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Tom Paxton/Anne Hills/Bob Gibson
Best of Friends


“Now, almost two decades later . . . there is finally an available record of the marvelous singing that Tom, Bob and Anne did together as Best of Friends . . . Tom has been one of our best and most prolific songwriters since the early-1960s, and his compositions from that period, including a writing collaboration with Bob, ‘And Loving You’, dominate the trio’s repertoire. They include devastating topical songs like ‘The Death of Stephen Biko’ and ‘She Sits on the Table’, evocative pieces like ‘Did You Hear John Hurt’ and gorgeous love songs like ‘Home to Me (is Anywhere You Are)’.  . . Although most of the material is familiar, each has endured very well indeed . . . and the harmonies and interchanging lead vocals make them all sound fresh and new. This CD is a most welcome retrospective of a unique collaboration.”
Sing Out!
“In 1984, folk superstar Tom Paxton teamed up with the then relatively unknown Anne Hills, and the by then almost shamefully neglected Bob Gibson, to form a trio. As they were the best of friends, they had no problem when it came to finding a name. Alas, they only lasted some 18 months, and they were never to go into the recording studio; but some of us were blessed to see them on their tours of the US, Canada and the UK. They were a trio that has never been bettered, and perhaps never even been equalled. A truly mellifluous blend of voices and musicianship. This CD is the result of the taping of a gig in February 1985 at Holsteins, a Chicago club. The recording was subsequently broadcast on WFMT-FM. And thus it is that we miraculously find it seeing the light of day as a 2004 CD, which thus serves as the only official aural documentation of this lamentably gone-far-too-soon grouping. What did they have exactly? Well, whatever it was, it was GREATER than the ‘sum of the individual parts’. . . and heaven knows, they were great enough in themselves.”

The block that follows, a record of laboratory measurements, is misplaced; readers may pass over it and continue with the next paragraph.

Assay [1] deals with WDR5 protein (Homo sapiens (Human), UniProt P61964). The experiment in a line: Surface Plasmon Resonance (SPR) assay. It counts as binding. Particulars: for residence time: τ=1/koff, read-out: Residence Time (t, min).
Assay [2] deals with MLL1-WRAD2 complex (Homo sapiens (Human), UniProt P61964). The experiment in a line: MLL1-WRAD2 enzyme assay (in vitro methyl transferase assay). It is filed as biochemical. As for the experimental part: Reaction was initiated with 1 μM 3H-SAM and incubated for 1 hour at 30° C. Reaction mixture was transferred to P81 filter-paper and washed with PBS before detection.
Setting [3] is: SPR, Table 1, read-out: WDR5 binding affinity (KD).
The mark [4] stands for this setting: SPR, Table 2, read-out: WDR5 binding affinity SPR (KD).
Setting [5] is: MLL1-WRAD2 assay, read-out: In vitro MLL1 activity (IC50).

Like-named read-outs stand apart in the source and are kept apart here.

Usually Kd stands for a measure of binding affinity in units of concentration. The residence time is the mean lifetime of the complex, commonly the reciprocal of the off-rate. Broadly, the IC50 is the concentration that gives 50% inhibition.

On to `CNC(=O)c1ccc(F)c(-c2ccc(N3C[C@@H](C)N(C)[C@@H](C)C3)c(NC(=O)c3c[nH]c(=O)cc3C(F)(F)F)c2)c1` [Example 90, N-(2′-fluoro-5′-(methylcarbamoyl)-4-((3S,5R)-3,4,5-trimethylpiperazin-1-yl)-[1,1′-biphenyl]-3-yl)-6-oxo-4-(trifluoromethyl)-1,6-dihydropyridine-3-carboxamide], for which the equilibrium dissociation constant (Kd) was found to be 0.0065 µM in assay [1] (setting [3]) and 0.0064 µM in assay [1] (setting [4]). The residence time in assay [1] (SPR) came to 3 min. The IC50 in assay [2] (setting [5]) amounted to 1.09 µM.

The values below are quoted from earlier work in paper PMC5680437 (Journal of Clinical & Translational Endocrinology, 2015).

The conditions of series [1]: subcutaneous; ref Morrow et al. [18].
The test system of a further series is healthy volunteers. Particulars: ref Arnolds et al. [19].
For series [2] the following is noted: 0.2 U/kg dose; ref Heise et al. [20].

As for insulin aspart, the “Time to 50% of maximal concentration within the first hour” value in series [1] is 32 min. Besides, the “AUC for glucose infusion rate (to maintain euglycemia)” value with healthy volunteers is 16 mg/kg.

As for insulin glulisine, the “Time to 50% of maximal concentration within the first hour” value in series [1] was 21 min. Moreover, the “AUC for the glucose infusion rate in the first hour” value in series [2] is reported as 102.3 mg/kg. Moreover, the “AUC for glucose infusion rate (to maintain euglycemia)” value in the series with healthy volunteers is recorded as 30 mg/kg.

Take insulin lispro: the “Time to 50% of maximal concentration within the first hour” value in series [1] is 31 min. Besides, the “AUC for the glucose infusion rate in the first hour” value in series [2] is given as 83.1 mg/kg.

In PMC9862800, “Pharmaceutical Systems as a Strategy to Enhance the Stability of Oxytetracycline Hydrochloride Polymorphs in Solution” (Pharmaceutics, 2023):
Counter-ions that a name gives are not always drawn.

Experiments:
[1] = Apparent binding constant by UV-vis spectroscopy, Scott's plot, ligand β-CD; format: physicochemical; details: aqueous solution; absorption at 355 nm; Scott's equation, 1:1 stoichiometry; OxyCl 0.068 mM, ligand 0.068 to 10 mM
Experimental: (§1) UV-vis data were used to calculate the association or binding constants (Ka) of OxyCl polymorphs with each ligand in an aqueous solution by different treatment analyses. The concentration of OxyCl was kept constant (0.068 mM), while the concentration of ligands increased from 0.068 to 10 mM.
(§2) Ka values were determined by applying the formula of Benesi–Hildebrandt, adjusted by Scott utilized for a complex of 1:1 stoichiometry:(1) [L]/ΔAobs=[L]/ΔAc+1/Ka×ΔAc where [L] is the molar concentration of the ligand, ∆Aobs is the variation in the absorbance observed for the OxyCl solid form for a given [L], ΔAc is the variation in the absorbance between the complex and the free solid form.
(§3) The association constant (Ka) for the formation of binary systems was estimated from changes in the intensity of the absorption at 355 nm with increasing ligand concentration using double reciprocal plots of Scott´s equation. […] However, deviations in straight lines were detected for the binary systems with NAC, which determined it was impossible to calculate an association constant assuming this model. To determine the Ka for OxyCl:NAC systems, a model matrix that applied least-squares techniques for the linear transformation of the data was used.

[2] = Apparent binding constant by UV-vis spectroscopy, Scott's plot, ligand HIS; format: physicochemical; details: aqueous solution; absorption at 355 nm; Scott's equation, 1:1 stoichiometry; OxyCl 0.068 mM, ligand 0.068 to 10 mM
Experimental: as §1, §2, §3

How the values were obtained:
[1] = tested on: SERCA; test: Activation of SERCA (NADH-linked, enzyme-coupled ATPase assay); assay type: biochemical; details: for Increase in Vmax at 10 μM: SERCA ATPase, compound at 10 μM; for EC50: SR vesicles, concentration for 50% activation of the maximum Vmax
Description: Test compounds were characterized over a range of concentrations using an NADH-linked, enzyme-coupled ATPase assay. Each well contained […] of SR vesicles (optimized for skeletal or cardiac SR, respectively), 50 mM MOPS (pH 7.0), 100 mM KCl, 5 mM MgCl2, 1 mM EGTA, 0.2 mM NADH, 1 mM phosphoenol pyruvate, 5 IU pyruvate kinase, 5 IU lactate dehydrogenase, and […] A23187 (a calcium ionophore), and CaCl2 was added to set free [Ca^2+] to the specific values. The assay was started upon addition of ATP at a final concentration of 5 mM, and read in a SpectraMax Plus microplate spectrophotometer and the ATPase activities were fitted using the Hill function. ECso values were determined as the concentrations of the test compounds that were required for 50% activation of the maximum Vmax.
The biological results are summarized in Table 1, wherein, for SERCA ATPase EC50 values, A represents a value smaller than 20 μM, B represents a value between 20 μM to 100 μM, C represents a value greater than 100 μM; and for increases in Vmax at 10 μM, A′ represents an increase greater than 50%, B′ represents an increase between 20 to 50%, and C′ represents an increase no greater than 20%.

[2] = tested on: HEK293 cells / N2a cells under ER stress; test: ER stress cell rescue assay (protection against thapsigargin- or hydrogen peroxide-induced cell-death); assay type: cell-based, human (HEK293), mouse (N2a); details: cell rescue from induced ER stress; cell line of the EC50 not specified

FolkWorld, Germany

“The closeness of the harmonies, the simplicity of the arrangements, the ease with which these consummate performers wrap their vocals chords around a song, are amazing. Gibson and Paxton both sing in a mid-range tenor no Pavarottis here and Hills has a pure but natural soprano, which easily handles the high parts. They sound almost like an especially relaxed version of Peter, Paul and Mary. . . . Best of Friends might better be thought of as timeless, as all great folk music is. In England, the folk process reaches back centuries; in the U.S.A. it only goes back decades, many decades . . . but it all runs together in one thread of music and comment. That thread is twisted around the talents and voices of three very special performers. This album is all that remains of their work together. Thanks to Appleseed for making it available to us!”
Green Man Review

“[This CD] now gives us all a chance to experience a representative taste of the magic of this unique lineup. It's a warm, intimate set . . . Vocally, the three friends ebb and flow within the mix, but Anne's rich, smooth tones bind the texture together in a wholly magical way. Instrumentally, the deftness of Bob's group arrangements isn't in the slightest bit compromised by the underpinning of guest bassist Michael Smith. Hey, it’s good to have this rather special experience enshrined on CD at last.”
NetRhythms, UK
“Just like a jazz jam, great players came together for a moment to make something lasting. A solid, live piece of contemporary folk that fortunately played out with the tapes running.”
Midwest Record Recap
“Since this is the only recording by Best of Friends that will see the light of day, as well as capturing their onstage vocal magic, producer [Rich] Warren has left intact half a dozen song introductions and quick-fire verbal repartee. . . A remarkable historic document.”